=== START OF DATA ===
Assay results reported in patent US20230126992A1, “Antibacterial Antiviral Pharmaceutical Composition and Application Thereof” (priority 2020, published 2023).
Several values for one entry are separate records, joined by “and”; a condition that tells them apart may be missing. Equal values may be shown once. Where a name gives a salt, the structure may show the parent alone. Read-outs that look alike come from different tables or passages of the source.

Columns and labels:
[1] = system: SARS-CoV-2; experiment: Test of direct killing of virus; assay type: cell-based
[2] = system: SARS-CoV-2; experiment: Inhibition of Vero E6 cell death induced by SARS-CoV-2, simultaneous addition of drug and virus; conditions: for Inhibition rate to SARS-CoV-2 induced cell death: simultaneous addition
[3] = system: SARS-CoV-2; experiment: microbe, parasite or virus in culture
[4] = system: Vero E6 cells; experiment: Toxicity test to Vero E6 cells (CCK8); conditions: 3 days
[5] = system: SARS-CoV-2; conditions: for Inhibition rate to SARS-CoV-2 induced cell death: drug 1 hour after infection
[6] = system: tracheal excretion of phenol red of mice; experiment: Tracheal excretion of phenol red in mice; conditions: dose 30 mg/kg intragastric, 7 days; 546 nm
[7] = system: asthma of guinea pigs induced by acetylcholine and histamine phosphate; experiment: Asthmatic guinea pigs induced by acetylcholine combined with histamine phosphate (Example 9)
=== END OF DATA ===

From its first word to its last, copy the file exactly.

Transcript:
Assay results reported in patent US20230126992A1, “Antibacterial Antiviral Pharmaceutical Composition and Application Thereof” (priority 2020, published 2023).
Several values for one entry are separate records, joined by “and”; a condition that tells them apart may be missing. Equal values may be shown once. Where a name gives a salt, the structure may show the parent alone. Read-outs that look alike come from different tables or passages of the source.

Columns and labels:
[1] = system: SARS-CoV-2; experiment: Test of direct killing of virus; assay type: cell-based
[2] = system: SARS-CoV-2; experiment: Inhibition of Vero E6 cell death induced by SARS-CoV-2, simultaneous addition of drug and virus; conditions: for Inhibition rate to SARS-CoV-2 induced cell death: simultaneous addition
[3] = system: SARS-CoV-2; experiment: microbe, parasite or virus in culture
[4] = system: Vero E6 cells; experiment: Toxicity test to Vero E6 cells (CCK8); conditions: 3 days
[5] = system: SARS-CoV-2; conditions: for Inhibition rate to SARS-CoV-2 induced cell death: drug 1 hour after infection
[6] = system: tracheal excretion of phenol red of mice; experiment: Tracheal excretion of phenol red in mice; conditions: dose 30 mg/kg intragastric, 7 days; 546 nm
[7] = system: asthma of guinea pigs induced by acetylcholine and histamine phosphate; experiment: Asthmatic guinea pigs induced by acetylcholine combined with histamine phosphate (Example 9)